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February 02, 1977 - Image 8

Resource type:
Text
Publication:
Michigan Daily, 1977-02-02

Disclaimer: Computer generated plain text may have errors. Read more about this.

Page Eight

THE MICHIGAN DAILY

Wednesday; February 2 1977

Page Eight THE MICHIGAN ~AILY Wednesday, February 2, 1977

Bentlej
(Continued from Page21)
Ford papers, perhaps near the
library.
BUT, "WE DON'T just' deal
in the paper's of prominent fig-
ures," points out Richard Dool-
en, assistant director of the
Bentley. "Everyday we receive
old diaries and letters from av-
erage everyday citizens. Some-
times a diary from a farm wife
can be a more valuable histori-
cal paper than a letter signed by
a president."
While the original focus of
the library was Michigan his-
tory, it has amassed an impres-
sive collection on non-Michigan
memorabalia. For instance, be-
cause of the diverse interests
and careers of some doners, the
library maintains one of the
finest collections of Phillipine

Library keeps history alive

Inmate fails in suicide-try

papers in the nation.
The library also has bound
issues of many Michigan news-
papers, posters from the temp-
erance movement, tape record-
ings of all WUOM broadcasts
since 1948 and over 200,000 his-
torical photographs.
DOOLEN IS PROUD of the
library and it's expanding col-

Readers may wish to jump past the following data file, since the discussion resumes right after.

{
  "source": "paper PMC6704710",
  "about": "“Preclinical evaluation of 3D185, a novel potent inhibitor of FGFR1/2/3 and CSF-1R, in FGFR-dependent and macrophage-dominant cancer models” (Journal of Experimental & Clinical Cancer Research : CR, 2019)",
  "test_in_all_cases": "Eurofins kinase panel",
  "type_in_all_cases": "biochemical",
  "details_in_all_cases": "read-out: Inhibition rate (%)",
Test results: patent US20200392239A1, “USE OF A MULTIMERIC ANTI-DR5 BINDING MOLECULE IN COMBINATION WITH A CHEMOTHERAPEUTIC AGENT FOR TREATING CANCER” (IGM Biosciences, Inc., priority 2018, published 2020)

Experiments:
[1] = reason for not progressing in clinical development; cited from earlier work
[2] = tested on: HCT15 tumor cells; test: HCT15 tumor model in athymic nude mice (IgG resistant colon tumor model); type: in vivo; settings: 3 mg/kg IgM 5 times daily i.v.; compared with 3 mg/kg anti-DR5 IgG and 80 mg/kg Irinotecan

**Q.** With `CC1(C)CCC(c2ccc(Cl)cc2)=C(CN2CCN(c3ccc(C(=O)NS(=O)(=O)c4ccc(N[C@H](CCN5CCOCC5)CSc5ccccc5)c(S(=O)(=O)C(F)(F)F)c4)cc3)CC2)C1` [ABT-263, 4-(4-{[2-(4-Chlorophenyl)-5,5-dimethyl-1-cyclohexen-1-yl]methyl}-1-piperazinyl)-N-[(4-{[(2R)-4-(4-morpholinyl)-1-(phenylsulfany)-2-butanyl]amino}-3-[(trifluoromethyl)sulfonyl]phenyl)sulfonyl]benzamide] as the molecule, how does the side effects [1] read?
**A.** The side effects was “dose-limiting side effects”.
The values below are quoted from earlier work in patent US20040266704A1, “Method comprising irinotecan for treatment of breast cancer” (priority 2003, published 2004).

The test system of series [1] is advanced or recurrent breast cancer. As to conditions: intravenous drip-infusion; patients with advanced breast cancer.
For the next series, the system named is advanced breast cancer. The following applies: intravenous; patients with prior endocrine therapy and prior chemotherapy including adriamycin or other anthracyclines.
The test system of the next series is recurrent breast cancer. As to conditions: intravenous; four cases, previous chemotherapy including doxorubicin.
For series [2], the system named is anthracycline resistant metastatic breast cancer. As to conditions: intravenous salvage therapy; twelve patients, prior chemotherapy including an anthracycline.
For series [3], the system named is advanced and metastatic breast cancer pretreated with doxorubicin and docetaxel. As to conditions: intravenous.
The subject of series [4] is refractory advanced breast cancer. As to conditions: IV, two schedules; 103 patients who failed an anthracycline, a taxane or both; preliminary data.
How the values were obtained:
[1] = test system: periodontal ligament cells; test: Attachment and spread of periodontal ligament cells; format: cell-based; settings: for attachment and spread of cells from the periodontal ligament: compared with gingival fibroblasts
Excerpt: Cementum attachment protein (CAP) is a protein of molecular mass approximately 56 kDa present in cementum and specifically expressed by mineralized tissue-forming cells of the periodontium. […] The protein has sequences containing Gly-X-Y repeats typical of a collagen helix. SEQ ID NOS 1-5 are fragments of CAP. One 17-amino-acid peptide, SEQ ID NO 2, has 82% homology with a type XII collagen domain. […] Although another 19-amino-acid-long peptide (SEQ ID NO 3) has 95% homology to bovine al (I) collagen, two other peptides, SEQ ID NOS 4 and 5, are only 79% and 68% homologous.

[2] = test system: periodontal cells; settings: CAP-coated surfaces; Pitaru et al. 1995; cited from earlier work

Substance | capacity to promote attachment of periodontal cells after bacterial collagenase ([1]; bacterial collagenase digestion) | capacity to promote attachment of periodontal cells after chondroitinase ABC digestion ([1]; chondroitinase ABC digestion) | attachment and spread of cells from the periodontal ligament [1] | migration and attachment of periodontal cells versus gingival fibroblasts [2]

lection. Interest in history is
growing, .he maintains. "It
grows out of the United States'
maturing sense that history
wasn't just the doings of white
Anglo-Saxon Protestant men -
there's an interest in what ev-
eryday ordinary people did and
thought."
The Bentley Library was or-
iginally located in the Rack-
ham Building, but several years
ago library patrons began col-

lecting funds to erect a sepa-
rate building for the collection.
Former Michigan Congressman
Alvin Bentley made the largest
donation and, accordingly the
new library was named after
him.
When construction of the Bent-
ley began, prominent families
as well as interested organiza-
tions were able to "purchase"
various rooms and offices in the
library to decorate. These rooms
are miniature museums, each
depicting events and interests in
a prominent person's life.
A LOUNGE has been decora-
ted by a dental fraternity -
Delta Sigma Delta - which
originated at the University.
Along one wall a glass case
displays old fraternity pins, yel-
lowing souveniers from social
activities, old dental tools and
p~laster casts of teth.Poo

P

graphs
Nicholas Ray Double Feature TONIGHT m er
JOHNNY GUITAR Other
(AT 7) the late
A baroque western about a female saloon denburg
keeper (Joan Crawford) and the hostile recep-
tion a town gives her. Also starring Mercedes
and Sterling Hayden.
BIGGER THAN LIFE
(AT 9:05)
A school teacher takes an overdose of cortizone
and turns into a manic depressive who abuses
his wife and fights with his son. With James
Mason, Barbarra Rush and Walter Matthau!
CINEMA GUILD BOTH FILMS OLD ARCH.
SAME DAY COLOR PRINTS
In by 10:00 a.m., Out by :00 p.m.
THREE DAY ENLARGEMENTS
From your negatives, Rush service available
Quality Photofinishing at
Competitive Prices G
20% OFF ON KODAK PHOTOFINISHING
SUN PHOTO
3180 PACKARD 973-0770
2 B ks. E. of Platt Can
EASY DRIVING AND PARKING -
c4 SAa

of former fraternity
s stare down from their
rn the wall.
library rooms honor
Senator Arthur Van-
and Samuel Charles

Osborne, a prominent Michigan
politician.
Although the library was
constructed with private funds,
the University pays for its op-